Quick cycling of quicksilver

Nature Geoscience (February 2012 issue) contains a “News and Views” column that I wrote about some exciting new airborne measurements of mercury. An article in the same issue, by Seth Lyman and Dan Jaffe, reports the first measurements of elemental and oxidized mercury at high altitudes. Previous modeling work by myself and others suggested that oxidation should be very fast near the tropopause and above. These observations confirm that model result and suggest that particle settling controls the fate of mercury in the upper atmosphere.

Atmospheric mercury cycle. Oxidation occurs throughout the atmosphere and new measurements confirm model predictions that it is fastest at high altitudes near the tropopause and above.

Assessment of climate impact from aviation (and its uncertainties) published in PNAS

Aircraft emit nitrogen oxides (NOx) that indirectly warm and cool the climate by increasing tropospheric ozone and decreasing methane, two major greenhouse gases. These opposing effects on climate (quantified as radiative forcing, RF) mostly cancel. Through a survey of prior modeling studies we find that the net steady-state RF from aviation NOx is +4.5 ± 4.5 mW/m2. The 100-year global warming potential (GWP100y) from aviation NOx is thus 52 ± 52. Despite the large relative uncertainty in NOx effects, the climate warming due to aviation CO2 emissions is about 14 times greater, over a 100 year timespan. This work diagnoses the sources of uncertainty in RF with two complementary methods. We find strong correlations among the O3 and CH4 responses to aviation NOx across widely differing models, which is likely caused by differing NOx abundances in each model. Measurements of NOx and other reactive species in the free troposphere could reduce the uncertainty in the climate impact from aviation NOx and other emission sources.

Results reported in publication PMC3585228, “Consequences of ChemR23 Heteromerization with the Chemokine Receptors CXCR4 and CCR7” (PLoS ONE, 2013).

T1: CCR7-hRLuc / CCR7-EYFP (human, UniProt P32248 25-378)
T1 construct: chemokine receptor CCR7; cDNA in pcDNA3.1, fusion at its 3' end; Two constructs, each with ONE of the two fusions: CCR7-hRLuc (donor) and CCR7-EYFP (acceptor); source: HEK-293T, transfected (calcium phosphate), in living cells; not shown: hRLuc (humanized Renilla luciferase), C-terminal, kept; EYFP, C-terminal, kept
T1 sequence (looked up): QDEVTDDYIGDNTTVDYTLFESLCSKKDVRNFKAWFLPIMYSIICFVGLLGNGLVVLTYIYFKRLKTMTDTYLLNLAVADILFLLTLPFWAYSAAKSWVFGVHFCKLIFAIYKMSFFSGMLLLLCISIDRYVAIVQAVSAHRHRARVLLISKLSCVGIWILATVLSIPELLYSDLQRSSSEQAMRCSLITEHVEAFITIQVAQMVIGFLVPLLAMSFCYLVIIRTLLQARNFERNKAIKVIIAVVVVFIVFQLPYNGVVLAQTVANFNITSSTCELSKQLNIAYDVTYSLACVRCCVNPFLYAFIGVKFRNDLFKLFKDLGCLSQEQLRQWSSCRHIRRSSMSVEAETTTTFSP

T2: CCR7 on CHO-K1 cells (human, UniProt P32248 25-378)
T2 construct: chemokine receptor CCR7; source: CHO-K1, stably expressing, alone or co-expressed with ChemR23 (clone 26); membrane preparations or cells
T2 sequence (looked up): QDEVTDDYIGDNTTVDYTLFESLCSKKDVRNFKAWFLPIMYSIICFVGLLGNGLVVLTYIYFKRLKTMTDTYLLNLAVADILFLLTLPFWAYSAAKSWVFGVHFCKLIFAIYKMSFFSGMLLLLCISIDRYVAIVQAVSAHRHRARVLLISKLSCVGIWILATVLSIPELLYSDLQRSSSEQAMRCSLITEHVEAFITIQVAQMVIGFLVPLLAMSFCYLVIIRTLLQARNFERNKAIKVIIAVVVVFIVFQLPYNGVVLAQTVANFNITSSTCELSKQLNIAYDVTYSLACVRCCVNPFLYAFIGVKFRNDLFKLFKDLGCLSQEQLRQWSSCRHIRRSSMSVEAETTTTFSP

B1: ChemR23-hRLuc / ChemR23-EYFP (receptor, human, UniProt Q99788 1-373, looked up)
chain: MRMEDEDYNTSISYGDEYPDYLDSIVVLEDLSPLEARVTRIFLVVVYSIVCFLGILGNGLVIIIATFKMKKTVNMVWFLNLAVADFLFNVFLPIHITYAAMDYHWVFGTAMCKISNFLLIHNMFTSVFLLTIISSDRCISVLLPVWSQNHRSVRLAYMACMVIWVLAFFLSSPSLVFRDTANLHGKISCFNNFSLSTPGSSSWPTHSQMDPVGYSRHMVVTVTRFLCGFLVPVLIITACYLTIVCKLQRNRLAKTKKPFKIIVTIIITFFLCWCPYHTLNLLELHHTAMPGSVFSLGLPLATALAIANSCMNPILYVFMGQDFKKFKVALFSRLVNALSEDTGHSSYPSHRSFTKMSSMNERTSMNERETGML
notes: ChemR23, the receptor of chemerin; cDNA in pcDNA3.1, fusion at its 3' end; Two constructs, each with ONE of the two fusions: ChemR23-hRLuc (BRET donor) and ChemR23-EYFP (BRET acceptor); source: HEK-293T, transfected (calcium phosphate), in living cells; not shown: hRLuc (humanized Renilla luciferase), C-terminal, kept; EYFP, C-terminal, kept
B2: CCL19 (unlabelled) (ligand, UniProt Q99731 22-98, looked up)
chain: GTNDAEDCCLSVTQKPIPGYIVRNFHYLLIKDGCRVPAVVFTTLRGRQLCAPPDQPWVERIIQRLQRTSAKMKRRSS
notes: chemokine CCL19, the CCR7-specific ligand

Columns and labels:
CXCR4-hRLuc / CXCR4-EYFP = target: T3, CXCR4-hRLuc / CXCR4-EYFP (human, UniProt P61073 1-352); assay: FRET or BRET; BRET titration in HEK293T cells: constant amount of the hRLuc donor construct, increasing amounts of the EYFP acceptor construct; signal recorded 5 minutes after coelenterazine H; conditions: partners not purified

Steady-state radiative forcing (RF) from O3 and CH4 caused by aviation NOx emissions. RF components are strongly correlated across models, indicating an underlying factor that determines the net climate RF. The UCI CTM reproduces this variability through changes to background NOx.

Global mercury cycle analysis published in ACP

We show that atmospheric oxidation of elemental mercury solely by atomic bromine can explain observed global patterns of mercury abundance, gradients, seasonal cycle, and deposition. The model using this oxidation mechanism predicts greater mercury deposition to the high-latitude oceans, where many productive fisheries are located.

Mean seasonal cycle of total gaseous mercury (TGM) at 15 sites in the northern hemisphere mid-latitudes and 3 sites in the Arctic. See paper for details.